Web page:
The French policies concerning technological and industrial risk management is greatly influenced by COMAH. Since 1982, the more dangerous ICPEs (like chemical or nuclear plants) must strictly comply with COMAH. COMAH has been modified several times, gradually enlarging its competencies until it was replaced by a new directive COMAH 2 (96-82-CE) known as Seveso 2 on February 3, 1999. This new directive is an extension of COMAH with further control mechanisms on long-term urbanization with provisions on land use and construction, specifications on disaster recovery and logistics, and restrictions on activities such as hazardous waste disposal and agrochemical storage. COMAH 2 also offers improvements in Danger Study contents, and enhancements to public information sharing and participation in the decision making processes concerning hazardous activities. The new directive introduced a clause that requires the careful assessment of potential consequences of an accident in the installation on neighboring installations. Cooperation between adjacent dangerous installations through exchange of information, common and coordinated emergency plans, is thus required by the local authority within a Danger Study (Chateauraynaud and Torny, 1999).

COMAH was put into test when the AZF fertilizer plant explosion in the French town of Toulouse occurred in September 2001. The explosion blew off roofs and buildings nearby, killing 26 people and injuring hundreds of others. At the same time, a toxic cloud spread all over the conurbation. AZF was classified as ICPE as an agrochemical plant under COMAH 2. Right after the incident, a warning was issued according to the Danger Study, and the first response measures were also implemented according to the same plan by the prefect’s authority. All the pertinent roads, railways and airways were closed and/or secured, civil protection measures were put into place. Although the response was successful, long-term disaster recovery was a failure since there were no plans for recovery.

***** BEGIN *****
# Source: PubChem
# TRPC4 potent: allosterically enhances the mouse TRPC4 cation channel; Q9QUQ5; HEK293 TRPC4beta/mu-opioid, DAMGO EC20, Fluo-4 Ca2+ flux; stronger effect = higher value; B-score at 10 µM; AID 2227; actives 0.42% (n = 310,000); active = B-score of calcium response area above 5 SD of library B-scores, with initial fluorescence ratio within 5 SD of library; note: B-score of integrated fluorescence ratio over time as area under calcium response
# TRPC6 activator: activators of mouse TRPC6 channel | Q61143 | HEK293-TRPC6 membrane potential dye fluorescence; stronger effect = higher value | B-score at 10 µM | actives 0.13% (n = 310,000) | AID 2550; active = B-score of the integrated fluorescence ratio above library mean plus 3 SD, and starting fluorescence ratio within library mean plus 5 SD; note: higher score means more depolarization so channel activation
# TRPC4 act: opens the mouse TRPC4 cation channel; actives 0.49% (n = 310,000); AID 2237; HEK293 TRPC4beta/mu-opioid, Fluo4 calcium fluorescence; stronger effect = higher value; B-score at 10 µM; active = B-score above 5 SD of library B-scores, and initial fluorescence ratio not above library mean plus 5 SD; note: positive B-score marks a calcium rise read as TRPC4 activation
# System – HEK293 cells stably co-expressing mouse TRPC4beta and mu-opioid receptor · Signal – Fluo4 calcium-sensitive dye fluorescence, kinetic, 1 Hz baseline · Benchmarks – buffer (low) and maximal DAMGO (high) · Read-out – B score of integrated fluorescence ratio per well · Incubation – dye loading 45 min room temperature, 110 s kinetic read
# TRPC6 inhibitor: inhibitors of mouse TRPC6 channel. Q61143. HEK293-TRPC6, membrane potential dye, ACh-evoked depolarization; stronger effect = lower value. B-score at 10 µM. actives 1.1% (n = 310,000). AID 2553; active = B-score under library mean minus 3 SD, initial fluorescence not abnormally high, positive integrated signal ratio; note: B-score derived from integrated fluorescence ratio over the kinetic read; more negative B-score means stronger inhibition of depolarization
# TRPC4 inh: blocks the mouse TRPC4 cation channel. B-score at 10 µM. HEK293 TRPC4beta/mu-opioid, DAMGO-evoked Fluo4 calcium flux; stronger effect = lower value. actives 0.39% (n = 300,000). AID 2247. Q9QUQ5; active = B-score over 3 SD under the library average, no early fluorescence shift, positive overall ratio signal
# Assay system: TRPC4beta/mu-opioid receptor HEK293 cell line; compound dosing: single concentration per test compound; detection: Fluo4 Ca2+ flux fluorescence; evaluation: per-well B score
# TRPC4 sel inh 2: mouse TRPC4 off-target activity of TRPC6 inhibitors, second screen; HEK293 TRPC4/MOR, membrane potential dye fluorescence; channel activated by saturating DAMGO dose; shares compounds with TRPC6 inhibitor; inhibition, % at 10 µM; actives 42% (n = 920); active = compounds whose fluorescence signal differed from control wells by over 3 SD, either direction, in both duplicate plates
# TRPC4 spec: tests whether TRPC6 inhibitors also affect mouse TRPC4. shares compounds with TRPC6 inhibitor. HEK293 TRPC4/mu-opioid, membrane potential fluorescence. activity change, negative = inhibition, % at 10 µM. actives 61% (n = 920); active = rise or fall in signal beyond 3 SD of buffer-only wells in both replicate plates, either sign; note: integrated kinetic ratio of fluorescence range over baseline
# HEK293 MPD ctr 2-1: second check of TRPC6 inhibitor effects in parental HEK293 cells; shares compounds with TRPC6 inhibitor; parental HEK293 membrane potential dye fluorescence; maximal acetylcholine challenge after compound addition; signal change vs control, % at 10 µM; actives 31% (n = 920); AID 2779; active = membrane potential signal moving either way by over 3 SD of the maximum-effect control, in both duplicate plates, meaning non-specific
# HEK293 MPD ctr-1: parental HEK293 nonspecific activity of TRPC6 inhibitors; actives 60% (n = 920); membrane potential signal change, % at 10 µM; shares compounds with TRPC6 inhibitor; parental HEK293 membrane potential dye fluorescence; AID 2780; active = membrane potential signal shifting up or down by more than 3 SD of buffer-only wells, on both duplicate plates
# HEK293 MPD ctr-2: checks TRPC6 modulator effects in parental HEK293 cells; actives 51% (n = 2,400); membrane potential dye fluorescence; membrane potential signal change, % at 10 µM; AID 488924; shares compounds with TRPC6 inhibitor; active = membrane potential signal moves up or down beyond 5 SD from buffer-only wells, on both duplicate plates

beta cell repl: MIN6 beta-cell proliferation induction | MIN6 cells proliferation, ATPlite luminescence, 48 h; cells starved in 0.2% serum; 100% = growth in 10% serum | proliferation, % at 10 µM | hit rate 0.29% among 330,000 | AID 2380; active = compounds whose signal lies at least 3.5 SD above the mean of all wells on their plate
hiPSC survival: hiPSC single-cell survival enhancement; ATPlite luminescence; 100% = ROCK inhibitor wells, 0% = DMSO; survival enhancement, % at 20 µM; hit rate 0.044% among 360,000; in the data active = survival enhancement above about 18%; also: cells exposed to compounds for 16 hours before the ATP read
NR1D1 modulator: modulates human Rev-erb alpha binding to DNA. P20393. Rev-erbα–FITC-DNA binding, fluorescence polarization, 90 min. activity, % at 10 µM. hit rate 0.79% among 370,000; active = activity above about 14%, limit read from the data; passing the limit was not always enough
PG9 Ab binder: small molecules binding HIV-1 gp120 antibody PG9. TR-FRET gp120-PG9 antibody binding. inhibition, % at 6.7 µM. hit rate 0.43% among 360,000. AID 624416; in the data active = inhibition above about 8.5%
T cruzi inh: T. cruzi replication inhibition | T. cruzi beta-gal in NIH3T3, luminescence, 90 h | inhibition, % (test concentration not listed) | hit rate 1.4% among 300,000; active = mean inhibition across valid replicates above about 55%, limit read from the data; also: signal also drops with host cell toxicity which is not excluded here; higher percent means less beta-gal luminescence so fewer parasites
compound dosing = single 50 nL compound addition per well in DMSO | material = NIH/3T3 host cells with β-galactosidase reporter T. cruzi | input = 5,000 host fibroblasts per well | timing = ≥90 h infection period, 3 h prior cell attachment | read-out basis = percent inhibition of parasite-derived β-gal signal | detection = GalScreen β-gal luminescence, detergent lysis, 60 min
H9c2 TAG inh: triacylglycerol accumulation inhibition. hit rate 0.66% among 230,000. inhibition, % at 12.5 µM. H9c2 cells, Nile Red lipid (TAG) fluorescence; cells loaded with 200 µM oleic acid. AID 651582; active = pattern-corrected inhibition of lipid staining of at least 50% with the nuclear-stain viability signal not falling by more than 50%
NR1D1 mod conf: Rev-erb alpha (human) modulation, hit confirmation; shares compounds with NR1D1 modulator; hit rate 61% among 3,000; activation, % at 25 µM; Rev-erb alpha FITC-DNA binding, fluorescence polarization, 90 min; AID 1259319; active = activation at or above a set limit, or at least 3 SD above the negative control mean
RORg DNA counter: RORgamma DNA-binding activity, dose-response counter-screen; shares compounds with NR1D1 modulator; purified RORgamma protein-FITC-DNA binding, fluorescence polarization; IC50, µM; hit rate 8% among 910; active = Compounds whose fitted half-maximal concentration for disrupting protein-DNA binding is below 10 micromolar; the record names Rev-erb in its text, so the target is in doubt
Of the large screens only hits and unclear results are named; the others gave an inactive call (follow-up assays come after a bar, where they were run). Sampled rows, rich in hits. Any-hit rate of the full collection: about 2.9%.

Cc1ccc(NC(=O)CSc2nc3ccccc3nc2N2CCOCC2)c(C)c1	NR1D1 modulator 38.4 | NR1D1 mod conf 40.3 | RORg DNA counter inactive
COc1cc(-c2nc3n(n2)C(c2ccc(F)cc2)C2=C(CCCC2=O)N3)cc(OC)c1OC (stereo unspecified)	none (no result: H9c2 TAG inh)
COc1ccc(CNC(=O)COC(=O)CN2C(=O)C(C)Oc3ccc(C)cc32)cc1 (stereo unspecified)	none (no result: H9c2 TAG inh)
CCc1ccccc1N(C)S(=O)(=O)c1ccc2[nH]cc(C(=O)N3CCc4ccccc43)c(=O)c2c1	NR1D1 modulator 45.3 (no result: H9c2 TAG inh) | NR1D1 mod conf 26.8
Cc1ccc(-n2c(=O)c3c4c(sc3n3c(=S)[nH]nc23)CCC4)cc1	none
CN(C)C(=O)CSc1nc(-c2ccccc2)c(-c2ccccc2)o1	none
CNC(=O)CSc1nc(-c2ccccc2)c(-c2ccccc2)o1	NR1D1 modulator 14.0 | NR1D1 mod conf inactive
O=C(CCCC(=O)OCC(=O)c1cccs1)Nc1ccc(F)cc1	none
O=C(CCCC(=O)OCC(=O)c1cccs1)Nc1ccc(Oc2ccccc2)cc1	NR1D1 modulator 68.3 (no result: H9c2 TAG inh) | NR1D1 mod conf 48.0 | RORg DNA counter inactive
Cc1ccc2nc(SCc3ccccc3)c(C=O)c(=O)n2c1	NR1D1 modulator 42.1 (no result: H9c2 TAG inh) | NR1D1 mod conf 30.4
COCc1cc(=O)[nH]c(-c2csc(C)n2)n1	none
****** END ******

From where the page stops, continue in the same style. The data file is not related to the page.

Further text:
Organization of Emergency Management

As we have indicated in the previous two sections, French policymakers have come to the realization over the years that: (a) it is necessary to work on complex risks without dissociating them as natural and technological since they interact, (b) standard procedures and plans prove to be inefficient, therefore they must be differentiated enough as to be adapted to local conditions and specific situations, and (c) disaster and post-disaster recovery should be clearly defined and fully operational.

Based on the above premise, a new risk and disaster management mechanism was created into law on July 30, 2003. The new mechanism is centered on French communes: the smallest French administrative territorial division. Accordingly, a commune’s mayor is given authority over risk prevention, mitigation, risk warning, and emergency planning with the help of a local document called Plan Communal de Sauvegarde – PCS (Safeguard Communal Plan). The PCS details actions and measures to be taken in case of emergencies as well as post-disaster recovery actions. If the emergency situation crosses several jurisdictions, then PCSs of all of the affected communities can be unified to issue an inter-communal PCS (Urfalino & Hubert, 2000).